If you’d rather not sign up for Patreon, you can also support the site by clicking the MEMORY THIEF Amazon link on the right of the page. That will take you to Amazon, where you can buy my books or anything else. During that visit, a portion of your purchase will go to me. It won’t cost you anything extra.

Book Review: The Testaments

I read The Handmaid’s Tale last year for the first time, and I was blown away by how well done it was. One of the most realistic dystopias I’ve read, which is depressing I suppose, since it was written decades ago and has only seemed to get more likely as a possible predictor for the future. (1984, of course, is another clear leader in the genre, and also depressing for the same reasons. But 1984 wasn’t quite as accessible to me as Handmaid’s Tale was. There’s a bigger learning curve involved, figuring out exactly what’s going on in 1984, though that might also just be that I read it so long ago. I probably need to give it another go . . . )

In any case, when I heard Atwood had written a sequel, decades later, I was suspicious at first, worried that it was just a money grab to tie in with the Hulu adaptation of the original. But it went on sale, and I was curious, and I’d loved the first one so much . . . how could I resist? I really wanted to know how she’d approach the sequel, since I felt the first one stood so well on its own. (Something she must have agreed with, since it went sequel-free for so many years.)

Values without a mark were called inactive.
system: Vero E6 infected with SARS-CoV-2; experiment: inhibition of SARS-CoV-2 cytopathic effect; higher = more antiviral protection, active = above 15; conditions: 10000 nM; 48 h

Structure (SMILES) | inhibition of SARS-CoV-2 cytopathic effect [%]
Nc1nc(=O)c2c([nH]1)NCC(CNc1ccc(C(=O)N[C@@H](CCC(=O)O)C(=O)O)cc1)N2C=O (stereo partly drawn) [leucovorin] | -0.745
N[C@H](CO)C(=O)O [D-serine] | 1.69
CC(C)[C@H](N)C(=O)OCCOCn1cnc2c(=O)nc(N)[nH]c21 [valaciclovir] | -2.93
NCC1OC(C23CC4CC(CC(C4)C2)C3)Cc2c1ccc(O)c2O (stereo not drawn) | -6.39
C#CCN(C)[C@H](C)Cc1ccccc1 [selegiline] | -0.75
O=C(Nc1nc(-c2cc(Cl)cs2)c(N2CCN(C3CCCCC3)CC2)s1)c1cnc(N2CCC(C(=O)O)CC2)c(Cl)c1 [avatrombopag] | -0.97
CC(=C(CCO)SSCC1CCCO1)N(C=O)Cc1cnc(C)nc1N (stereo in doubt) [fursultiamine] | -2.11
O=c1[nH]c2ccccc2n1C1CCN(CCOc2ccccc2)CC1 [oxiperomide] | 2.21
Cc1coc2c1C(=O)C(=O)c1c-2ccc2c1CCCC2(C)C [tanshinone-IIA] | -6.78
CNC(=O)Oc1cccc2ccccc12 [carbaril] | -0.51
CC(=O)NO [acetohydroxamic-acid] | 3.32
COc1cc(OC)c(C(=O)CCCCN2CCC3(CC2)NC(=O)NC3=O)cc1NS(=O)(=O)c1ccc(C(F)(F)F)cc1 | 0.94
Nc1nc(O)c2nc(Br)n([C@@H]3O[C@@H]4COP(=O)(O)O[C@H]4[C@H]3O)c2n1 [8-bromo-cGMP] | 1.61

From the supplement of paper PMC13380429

I shouldn’t have been suspicious at all. Atwood hit this book out of the park as well. If anything, it was more of a thriller than the first, and I found myself ripping through the last third, just wanting to know what happened next and how it all turned out.

The book is told through three viewpoints, all female: a Canadian middle-class teen, the daughter of a Gileadean Commander, and Aunt Lydia herself, the leader of all the Aunts in Gilead. By weaving between those three characters, we finally get to see a clearer picture of both what Gilead really looks like, how it came to be what it is, and what its future might be. It’s still not spelled out directly all the time–Atwood enjoys putting the puzzle pieces in front of her audience and letting them make connections on their own–but that’s part of the enjoyment of the series, as well.

I don’t want to spoil anything, so I won’t say more of the plot than that. If you were a fan of the original, I consider this one a must read. If you haven’t read the original, they’re both more than worth your time. If you didn’t care for the original . . . this one, as I said, is more accessible, and so might be worth a shot still. 10/10.

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Like what you’ve read? Please consider supporting me on Patreon. Thanks to all my Patrons who support me! It only takes a minute or two, and then it’s automatic from there on out. I’ve posted the entirety of my book ICHABOD in installments, and I’m now putting up chapters from PAWN OF THE DEAD, another of my unreleased books. Where else are you going to get the undead and muppets all in the same YA package? Check it out.

If you’d rather not sign up for Patreon, you can also support the site by clicking the MEMORY THIEF Amazon link on the right of the page. That will take you to Amazon, where you can buy my books or anything else. During that visit, a portion of your purchase will go to me. It won’t cost you anything extra.

Quarantine Epic Fantasy Review: The Gods of Blood and Power